These little busy bee boxes ended up being more of a to-do than I was expecting, but that’s pretty much been the case for every single other thing I have ever built, so what are you going to do. Anyway: curly “Lie-Nielsen” maple, spalted maple, curly teak, brass, shellac. Hard to tell from the pictures, but the sides are grain-matched to run continuously all the way around each box, which was extra-exciting since the material wasn’t resawn. There are a few other things I would have done differently (which I will keep to myself, thank you), but for the most part I am pretty happy with how these little friends turned out. And, if nothing else, they gave me an excuse to make something combining maple and teak, which I had seen some other folks do at CR and always thought looked super sharp. This set is spoken for, but hopefully I will get to build more of these at some point down the road.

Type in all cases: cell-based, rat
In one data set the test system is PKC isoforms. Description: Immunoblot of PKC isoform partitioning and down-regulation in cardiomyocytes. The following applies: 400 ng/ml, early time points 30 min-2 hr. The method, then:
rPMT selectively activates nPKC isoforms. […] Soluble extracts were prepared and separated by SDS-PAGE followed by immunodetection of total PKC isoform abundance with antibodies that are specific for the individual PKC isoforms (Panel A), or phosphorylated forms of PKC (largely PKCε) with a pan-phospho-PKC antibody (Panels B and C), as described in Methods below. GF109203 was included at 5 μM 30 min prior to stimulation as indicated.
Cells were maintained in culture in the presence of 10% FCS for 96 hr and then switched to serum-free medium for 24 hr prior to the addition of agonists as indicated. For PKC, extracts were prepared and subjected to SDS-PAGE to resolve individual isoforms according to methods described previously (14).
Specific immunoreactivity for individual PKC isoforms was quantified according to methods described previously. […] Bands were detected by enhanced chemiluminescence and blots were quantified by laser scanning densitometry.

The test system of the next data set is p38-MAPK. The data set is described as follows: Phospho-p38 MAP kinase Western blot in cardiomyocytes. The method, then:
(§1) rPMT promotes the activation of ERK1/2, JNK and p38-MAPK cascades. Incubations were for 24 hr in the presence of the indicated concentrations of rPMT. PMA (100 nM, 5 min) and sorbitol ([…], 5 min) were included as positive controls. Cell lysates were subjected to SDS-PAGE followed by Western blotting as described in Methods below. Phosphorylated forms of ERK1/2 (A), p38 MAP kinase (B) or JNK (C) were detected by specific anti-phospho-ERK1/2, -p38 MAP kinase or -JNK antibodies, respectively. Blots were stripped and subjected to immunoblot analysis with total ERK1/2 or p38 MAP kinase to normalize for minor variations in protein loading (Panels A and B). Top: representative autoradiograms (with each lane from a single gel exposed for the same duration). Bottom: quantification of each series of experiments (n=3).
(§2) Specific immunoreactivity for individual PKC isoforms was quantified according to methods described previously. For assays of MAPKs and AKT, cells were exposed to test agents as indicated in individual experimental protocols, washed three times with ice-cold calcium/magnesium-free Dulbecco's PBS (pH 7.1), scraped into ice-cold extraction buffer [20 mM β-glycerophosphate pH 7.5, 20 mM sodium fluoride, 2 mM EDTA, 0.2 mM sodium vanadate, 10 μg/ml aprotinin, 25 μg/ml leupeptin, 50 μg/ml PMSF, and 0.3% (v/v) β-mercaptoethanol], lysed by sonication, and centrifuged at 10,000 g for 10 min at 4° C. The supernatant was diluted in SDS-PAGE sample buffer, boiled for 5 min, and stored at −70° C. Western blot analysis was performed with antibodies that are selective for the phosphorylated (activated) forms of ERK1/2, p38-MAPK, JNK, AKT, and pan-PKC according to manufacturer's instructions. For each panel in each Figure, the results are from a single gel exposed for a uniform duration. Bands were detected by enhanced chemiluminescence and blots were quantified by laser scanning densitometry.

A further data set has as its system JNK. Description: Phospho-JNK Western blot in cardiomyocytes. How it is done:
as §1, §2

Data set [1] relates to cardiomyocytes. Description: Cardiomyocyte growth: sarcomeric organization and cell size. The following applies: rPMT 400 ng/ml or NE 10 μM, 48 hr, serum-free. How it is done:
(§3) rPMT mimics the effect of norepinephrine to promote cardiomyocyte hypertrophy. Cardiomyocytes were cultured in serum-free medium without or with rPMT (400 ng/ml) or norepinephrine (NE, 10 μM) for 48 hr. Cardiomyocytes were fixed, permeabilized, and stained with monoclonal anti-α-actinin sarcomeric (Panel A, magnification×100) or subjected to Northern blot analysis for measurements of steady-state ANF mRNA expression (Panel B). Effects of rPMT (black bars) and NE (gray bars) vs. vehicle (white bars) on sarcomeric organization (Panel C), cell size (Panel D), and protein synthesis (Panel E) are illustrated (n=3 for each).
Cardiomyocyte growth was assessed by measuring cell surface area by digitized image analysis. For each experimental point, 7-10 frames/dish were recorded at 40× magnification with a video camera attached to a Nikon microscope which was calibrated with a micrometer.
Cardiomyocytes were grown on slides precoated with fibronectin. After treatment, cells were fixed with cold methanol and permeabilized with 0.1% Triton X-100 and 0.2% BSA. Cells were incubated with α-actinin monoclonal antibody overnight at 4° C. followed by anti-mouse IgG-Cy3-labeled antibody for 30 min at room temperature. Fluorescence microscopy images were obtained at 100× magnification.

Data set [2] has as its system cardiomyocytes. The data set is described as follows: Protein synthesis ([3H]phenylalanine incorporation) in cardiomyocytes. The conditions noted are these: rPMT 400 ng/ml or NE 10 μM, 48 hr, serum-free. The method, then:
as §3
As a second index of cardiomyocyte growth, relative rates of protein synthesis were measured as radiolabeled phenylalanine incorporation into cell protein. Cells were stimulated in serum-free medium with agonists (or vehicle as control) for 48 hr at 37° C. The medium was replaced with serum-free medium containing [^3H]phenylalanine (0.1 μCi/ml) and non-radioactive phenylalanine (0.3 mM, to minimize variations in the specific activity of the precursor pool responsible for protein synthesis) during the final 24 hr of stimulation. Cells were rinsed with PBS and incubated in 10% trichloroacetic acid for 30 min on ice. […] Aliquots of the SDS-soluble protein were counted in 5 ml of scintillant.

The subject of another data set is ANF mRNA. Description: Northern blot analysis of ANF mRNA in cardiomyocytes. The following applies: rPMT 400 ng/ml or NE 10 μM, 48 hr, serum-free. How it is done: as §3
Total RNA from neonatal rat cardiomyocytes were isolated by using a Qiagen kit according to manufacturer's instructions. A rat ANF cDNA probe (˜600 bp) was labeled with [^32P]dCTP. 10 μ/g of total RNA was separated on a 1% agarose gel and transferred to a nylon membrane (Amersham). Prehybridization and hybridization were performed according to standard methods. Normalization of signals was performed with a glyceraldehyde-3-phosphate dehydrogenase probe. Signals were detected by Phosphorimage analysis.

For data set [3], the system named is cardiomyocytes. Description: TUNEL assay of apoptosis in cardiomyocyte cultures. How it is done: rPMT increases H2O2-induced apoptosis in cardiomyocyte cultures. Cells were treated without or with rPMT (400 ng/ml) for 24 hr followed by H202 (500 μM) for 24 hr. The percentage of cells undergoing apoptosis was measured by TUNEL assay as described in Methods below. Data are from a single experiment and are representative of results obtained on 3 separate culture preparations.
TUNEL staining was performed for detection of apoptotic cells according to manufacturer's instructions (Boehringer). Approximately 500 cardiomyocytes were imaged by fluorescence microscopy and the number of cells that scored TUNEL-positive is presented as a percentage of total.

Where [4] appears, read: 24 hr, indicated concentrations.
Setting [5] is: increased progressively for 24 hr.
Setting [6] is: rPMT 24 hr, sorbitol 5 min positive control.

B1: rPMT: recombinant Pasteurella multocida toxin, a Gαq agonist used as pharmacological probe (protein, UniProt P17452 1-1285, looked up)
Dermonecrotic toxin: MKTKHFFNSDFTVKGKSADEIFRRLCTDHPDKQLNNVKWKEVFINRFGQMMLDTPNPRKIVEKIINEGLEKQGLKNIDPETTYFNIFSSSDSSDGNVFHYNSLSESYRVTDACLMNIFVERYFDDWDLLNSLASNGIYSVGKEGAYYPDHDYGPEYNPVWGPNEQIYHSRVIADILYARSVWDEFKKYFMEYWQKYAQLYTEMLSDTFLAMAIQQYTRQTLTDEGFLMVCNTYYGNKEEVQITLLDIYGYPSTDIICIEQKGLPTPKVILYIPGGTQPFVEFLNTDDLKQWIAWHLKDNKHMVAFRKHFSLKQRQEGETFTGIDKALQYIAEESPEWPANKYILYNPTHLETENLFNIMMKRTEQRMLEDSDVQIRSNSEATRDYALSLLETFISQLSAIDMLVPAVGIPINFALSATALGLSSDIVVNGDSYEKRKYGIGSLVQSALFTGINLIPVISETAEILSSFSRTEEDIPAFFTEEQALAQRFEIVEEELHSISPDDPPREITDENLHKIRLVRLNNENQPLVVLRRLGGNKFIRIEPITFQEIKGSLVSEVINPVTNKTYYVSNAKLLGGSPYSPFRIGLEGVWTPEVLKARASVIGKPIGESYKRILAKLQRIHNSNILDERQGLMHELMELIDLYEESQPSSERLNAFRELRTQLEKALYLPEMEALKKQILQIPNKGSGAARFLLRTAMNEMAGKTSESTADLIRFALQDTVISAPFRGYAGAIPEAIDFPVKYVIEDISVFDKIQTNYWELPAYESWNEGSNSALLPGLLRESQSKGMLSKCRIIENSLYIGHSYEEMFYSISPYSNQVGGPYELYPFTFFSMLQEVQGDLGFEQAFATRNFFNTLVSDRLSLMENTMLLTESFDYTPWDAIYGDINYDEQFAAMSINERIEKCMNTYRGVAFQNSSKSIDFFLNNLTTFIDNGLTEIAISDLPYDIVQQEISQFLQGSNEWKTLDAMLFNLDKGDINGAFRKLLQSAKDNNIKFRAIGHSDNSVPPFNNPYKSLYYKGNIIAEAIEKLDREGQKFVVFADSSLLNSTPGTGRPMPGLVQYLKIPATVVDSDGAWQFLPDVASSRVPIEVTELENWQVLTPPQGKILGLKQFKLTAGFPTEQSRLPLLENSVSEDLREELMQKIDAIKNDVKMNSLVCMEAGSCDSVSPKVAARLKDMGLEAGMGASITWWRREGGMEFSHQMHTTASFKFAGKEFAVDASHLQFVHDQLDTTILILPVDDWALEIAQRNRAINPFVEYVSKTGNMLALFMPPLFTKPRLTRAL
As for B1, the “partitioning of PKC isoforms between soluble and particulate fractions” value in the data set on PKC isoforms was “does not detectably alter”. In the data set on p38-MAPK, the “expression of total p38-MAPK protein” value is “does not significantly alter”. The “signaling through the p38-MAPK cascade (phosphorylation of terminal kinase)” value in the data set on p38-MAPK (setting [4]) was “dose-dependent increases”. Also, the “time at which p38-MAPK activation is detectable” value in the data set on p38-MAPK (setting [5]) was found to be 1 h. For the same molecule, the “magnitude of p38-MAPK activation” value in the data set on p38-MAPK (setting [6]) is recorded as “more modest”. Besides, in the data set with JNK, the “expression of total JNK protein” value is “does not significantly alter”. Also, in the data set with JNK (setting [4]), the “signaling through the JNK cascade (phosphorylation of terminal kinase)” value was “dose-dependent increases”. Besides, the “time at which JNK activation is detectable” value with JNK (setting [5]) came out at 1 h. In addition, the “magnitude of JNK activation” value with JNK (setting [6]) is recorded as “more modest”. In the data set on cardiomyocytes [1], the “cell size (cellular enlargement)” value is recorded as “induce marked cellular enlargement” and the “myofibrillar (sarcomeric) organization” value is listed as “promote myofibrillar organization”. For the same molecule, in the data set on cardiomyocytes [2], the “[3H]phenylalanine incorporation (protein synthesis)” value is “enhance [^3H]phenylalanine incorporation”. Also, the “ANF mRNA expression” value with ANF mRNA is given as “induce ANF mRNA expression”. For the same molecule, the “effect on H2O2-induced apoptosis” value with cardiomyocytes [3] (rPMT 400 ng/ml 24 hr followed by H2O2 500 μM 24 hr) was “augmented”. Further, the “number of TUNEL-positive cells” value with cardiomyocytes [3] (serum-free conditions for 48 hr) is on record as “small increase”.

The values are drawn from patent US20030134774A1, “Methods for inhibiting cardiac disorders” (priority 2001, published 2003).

Side note about the wood: I brought some back with me from Maine after teaching a box class with John Cameron at Center for Furniture Craftsmanshipundefined. Apparently it had been given to the school by the guys at Lie-Nielsen Toolworks down the road (who I think was probably using it for fancy plane-sharpening demonstrations,) where it then sat in the basement for who knows how long. I remember people half-heartedly picking through the pile and kind of shrugging and wandering back to their benches. And without making any sudden movements I squirreled away two pieces into my Klein bag, so as to not create any kind of ruckus due to people having passed over a gold mine. (I fully understand and acknowledge that none of this means anything to non-woodworkers. But it’s fun when wood has a story to it, even if it is rambling and pointless.)